Okay so it is no secret I am a Marzipan fiend! I know it’s not for everyone but I just love it. It brings me back to being a kid and eating those tiny marzipan shaped fruits, I just love those! So when Ari and I started this blog adventure, one of my top things to learn how to make was Marzipan.

Geek Alert

In Italy, marzipan (marzapane) is often shaped and painted with food colorings to resemble fruit—especially during the Christmas season and on Il Giorno dei Morti (All Souls’ Day). And In Germany, it is common to give marzipan in the shape of a pig as new year presents, known as a “Glücksschwein” (lucky pig). (For more history and uses of Marzipan click here.)

In doing research I came across so many different types of recipes all very much different than the next. So being more confused after my research than before, I turned to my “go to” cookbook Ari got me for Christmas this past year, Rose Levy Bernbaum’s The Cake Bible. Her recipe may have more steps in it than most that you may find out there, but her Quintessential Marzipan taught me more then just making Marzipan. This is because in order to make this recipe you first need to make a batch of poured fondant – Which of course I have never done, but was also on my list, farther down on my list, but on my list none-the-less.

We debated on making our own Almond Paste as well, but after much deliberating we both decided it wasn’t worth doing at the moment. The work of blanching and peeling almonds to then blend them to a fine-as-fine consistency was way too time consuming for this go around. But homemade Almond Paste will be visited later, maybe when we make Almond Macaroons or Italian Almond Cookies (om nom nom nom)!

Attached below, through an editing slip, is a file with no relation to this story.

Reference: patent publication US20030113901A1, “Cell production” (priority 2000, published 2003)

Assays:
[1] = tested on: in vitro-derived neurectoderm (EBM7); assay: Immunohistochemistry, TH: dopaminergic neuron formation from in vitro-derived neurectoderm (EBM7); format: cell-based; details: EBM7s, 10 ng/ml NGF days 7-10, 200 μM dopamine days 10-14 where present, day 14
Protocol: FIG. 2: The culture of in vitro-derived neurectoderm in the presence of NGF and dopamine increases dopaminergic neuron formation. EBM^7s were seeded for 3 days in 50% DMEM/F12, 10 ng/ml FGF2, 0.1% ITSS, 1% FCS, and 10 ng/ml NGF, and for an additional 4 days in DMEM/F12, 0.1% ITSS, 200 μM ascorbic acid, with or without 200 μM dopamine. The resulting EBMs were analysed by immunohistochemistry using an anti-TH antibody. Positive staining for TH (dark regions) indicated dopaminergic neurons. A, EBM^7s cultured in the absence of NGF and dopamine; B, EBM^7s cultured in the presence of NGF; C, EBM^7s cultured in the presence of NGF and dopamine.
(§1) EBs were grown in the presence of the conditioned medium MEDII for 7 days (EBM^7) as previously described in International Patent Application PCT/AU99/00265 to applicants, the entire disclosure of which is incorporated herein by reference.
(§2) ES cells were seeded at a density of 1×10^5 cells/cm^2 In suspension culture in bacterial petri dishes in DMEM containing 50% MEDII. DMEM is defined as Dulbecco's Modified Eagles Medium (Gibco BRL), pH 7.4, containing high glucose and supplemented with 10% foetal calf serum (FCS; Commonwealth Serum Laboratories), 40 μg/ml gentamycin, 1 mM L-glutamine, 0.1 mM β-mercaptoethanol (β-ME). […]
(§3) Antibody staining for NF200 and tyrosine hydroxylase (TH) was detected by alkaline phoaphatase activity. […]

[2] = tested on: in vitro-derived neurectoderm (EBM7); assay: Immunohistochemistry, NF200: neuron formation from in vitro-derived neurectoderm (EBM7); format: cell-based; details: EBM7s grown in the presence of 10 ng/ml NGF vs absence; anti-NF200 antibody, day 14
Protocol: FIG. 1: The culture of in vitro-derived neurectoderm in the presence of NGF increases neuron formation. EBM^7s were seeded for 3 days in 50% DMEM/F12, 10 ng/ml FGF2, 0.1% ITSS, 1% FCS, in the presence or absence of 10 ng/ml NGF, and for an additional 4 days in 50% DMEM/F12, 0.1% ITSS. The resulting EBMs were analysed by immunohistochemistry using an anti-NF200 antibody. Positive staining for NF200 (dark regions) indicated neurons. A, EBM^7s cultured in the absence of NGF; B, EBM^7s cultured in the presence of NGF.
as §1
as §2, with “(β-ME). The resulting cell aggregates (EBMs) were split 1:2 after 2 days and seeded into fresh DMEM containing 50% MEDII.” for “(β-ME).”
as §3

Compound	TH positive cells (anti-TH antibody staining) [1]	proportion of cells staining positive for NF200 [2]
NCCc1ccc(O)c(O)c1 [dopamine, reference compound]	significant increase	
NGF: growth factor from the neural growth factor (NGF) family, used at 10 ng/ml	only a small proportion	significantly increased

If you have the time this is quite fun to make. The poured fondant can be stored for weeks at a time, and so can the marzipan. And, if you’re in the kitchen as much as Ari and me it’s nice to have options ready and waiting at your finger tips when it comes to baking and decorating. The recipe below is a basic marzipan recipe which can be used for covering cakes or adding to the layers of a cake. It can be used for modeling flowers and other objects, but we suggest seeing our Modeling Marzipan post. It has the ideal texture for sculpting and modeling, it will hold texture and details better then the basic marzipan.

Quintessential Marzipan
A silky texture and aromatic almond flavor. Marzipan can be made in a food processor, a heavy-duty mixer (KitchenAid) or kneaded by hand.
  • scant ¾ cup (7 ounces/200 grams) almond paste
  • scant ⅓ cup (3.5 ounces/100 grams) food processor poured fondant w/ almond extract
  • ½ cup-1tbs (1.75 ounces/50 grams) powdered sugar
  1. In a food processor fitted with a steel blade, combine all the ingredients and process for a few seconds until blended. The marzipan should still be in pieces. Dump onto a counter (preferably wood to absorb excess oil) and knead until smooth.
  2. Wrap tightly in plastic wrap and place in an airtight container. Allow to rest for at least 1 hour before using.
  3. Keep the marzipan well covered to avoid drying out while working with it. If the marzipan does become slightly dry and cracky, rub your fingers lightly with shortening and knead lightly.
Makes 1 cup + 2 tbs (enough to cover a 9-inch by 2-inch cake.) Roll out marzipan between 2 sheets of plastic wrap or on smooth counter lightly dusted with cornstarch. You can add food color to the marzipan after it is removed from the food processor and when kneading until smooth.